Qualitative Data Analysis I
- This course provides graduate students as well as researchers alike with a solid foundation in qualitative data analysis
- The course combines theory of qualitative analysis, applied exercises in one’s research and demos in NVivo 12
- The course can be taken alone or in conjunction with the advanced course Qualitative Data Analysis II taught on 8-12 July 2019.
Are you planning to conduct interviews or focus groups for your data collection, or perhaps collect policy papers or social media data from blogs, Facebook or Twitter? If you do any of the above, you will soon or later have to confront and analyse your compiled data. But will you know how? This course provides researchers with a strategic understanding of, and applied skills in, planning, conducting and reporting qualitative data analysis. It addresses central issues often omitted in mainstream qualitative textbooks, such as: What criteria to use in choosing a method of qualitative analysis? How central is the research question in that choice? What to do after the data are coded? How to seek patterns and relationships when working inductively or deductively? The course, which uses NVivo 12 for Windows or Mac, explored these topics and more and puts them into practice in hands-on sessions. Participants are encouraged to use NVivo or another qualitative software of their choice provided they are adept in its use.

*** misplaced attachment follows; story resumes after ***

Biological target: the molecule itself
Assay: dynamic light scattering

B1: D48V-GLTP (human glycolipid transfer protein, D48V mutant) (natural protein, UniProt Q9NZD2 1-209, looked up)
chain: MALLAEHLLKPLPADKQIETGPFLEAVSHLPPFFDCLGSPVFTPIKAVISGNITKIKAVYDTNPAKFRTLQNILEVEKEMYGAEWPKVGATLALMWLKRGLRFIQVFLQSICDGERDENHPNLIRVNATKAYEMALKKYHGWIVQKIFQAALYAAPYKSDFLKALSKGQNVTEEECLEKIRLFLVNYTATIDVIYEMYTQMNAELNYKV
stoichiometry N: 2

This course assumes no previous knowledge of qualitative data analysis or NVivo. Only the basic features of NVivo will be taught on the course. It is recommended that participants who plan to use NVivo acquire basic familiarity via the free NVivo resources on the QSR International website.
1-5 July 2019 (15 hours over five days)
This course is offered at the University of Singapore, Singapore, as part of the IPSA-NUS Summer School 2019.
Register in the IPSA-NUS website.
See the IPSA-NUS website.
This course precedes the advanced course Qualitative Data Analysis II which will be taught on 8-12 July 2019. For further information, see the IPSA-NUS website.
This course was taught at
As a freelance methodologist, I train social scientists and humanitarian practitioners in qualitative analysis, decolonising research and participatory methodologies. I coach research teams, teach doctoral-level courses and I consult for humanitarian aid agencies worldwide.